After the dough is rested, gently flip it over and gather the four “corners” of the dough to the center. Pinch them together and set the dough, pinched-side up, in your proofing vessel. Dust a little flour on top. At this point, you can cover the proofing bowl and let the dough rise at room temperature for 3-4 hours or you can go for a longer cold proof in the refrigerator overnight. I like cold proofing because it develops better flavor in the bread. I slip my proofing basket into a 2-gallon ziploc bag (it won’t fit in the 1-gallon, believe me, I tried), seal it, and let the dough hang out in the refrigerator for 12-15 hours. I have read that some folks proof as much as 24 hours. Oh, and you don’t have to use a giant ziploc, you can use any clean plastic bag.
final shaping: turn the dough over and gather the edges to the center
place the dough in the proofing vessel
seal in plastic for cold proofing (or cover loosely for room temperature proofing)
I have only baked my sourdough breads in a Dutch oven, so I can’t speak to how you should go about baking bread without one. If you don’t have access to a Dutch oven, don’t fret – my friend used a stainless steel stock pot with great success. The purpose of the Dutch oven or any oven-safe pot with a lid is that the moisture released from the bread during baking creates a little steam room for the bread. So pick out the oven-safe pot you plan to use (make sure it is big enough to fit your dough!) and put it on the center rack of your oven, and crank the oven to 500°F. I let my Dutch oven heat for another 30 minutes after the oven itself reaches target temperature, thermal capacities of Le Creuset cookware being what they are.
For my first loaf, I turned the dough straight from the refrigerator into the Dutch oven. Flip it out so the seams are on the bottom. Since then I’ve begun to flip the dough onto parchment paper (NOT wax paper) first, because it makes life so much easier. Once the dough is out of the proofing basket, score it with a sharp knife or a lame. Make your incisions at a shallow angle, trying to keep the blade as close to parallel to the plane of the bread as you can. I used a knife the first time and have moved on to a lame – basically a razor on a stick. Scoring controls the direction in which the bread expands during baking, but it is also a nice way to pretty up your breads. Scoring the bread while it is in a burning hot Dutch oven is courting injury, if you ask me. That’s another reason I like to plop my dough onto parchment paper first. Then it’s easy enough to pick up the dough by the edges of the paper and lower it into the center of your Dutch oven. Parchment also makes for easier cleanup. Cover the pot with the lid and slide it into the oven to bake.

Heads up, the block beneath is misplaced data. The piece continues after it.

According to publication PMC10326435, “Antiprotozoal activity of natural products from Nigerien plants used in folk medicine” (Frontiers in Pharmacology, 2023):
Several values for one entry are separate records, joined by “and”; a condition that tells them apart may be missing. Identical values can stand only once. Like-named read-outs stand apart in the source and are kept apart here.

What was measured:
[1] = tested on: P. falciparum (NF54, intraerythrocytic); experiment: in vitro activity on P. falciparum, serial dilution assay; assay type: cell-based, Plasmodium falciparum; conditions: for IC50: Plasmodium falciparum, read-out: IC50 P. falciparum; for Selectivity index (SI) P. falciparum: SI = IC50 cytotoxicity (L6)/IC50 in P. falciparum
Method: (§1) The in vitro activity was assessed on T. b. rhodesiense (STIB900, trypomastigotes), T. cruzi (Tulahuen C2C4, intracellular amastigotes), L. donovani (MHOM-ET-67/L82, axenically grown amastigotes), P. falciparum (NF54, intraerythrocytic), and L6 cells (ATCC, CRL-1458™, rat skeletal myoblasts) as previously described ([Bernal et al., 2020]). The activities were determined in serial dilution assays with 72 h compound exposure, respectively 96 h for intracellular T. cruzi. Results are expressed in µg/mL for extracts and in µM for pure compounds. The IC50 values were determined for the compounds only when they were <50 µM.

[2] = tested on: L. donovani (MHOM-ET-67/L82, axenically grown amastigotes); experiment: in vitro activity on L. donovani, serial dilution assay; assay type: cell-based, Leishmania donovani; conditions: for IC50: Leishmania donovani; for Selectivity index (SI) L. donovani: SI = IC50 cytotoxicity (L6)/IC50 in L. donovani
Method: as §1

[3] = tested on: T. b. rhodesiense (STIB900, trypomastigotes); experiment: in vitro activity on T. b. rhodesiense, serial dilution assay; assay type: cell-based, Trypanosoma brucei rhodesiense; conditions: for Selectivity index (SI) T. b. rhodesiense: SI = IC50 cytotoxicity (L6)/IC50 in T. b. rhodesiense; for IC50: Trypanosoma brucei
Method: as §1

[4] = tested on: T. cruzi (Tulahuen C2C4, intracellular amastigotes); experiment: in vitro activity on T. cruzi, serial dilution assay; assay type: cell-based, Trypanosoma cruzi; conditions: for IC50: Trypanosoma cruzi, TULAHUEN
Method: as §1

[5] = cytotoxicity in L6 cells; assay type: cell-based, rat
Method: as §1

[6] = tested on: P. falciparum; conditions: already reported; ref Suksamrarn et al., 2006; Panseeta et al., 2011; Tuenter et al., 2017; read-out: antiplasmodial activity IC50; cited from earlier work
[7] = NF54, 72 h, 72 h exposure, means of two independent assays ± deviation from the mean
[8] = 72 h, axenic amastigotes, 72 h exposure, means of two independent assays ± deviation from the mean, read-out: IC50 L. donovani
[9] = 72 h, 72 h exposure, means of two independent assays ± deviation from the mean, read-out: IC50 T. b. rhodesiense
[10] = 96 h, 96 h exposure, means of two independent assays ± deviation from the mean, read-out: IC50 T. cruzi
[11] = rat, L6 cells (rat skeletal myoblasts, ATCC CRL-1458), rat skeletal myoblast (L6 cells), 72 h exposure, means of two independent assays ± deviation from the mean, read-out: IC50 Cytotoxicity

The bread bakes covered at 500°F for 20 minutes, then you reduce the oven temperature to 450°F and bake another 10 minutes. Once the baking phase is done, remove the lid and let the crust of the bread mature into a deep golden brown. I like my bread on the verge of being burnt. It has more complex flavor and better texture. Too many bakeries and grocery stores churn out underbaked breads and it makes me weep. When the bread is ready, take the Dutch oven out of the oven, remove the bread from the pot (I use an oven mitt and a fish spatula), and immediately set it on a cooling rack. While it’s tempting to tuck into a freshly baked loaf of bread, let it cool completely before cutting it.
into the hot dutch oven
scoring with a knife (or use a lame)
my baked second loaf, this time with parchment paper
My first loaf was surprisingly good, despite using all-purpose flour. The crust was flavorful, crisp, chewy. The interior crumb was tender, but maintained some nice chew and had a good sour taste. I don’t like dense bread, but I also dislike super airy sourdough with giant holes because they are terrible for sandwiches and they leak melted butter. The density of my loaf was near perfect for my tastes. It could have been a touch airier. I dialed it in with my second loaf which used bread flour instead of all-purpose flour. But what a relief and a joy to have finally made my own sourdough! I appreciate good bread, but no amount of money can buy me the satisfaction of knowing how to make my own bread – especially when it is just how I like it.
total game changer
we are going to make many beautiful sandwiches together
I’ve written up the recipe for a single 1-pound loaf of sourdough bread, which is half of the original recipe which makes two 1-pound loaves.
1/2 tbsp (8g) active sourdough starter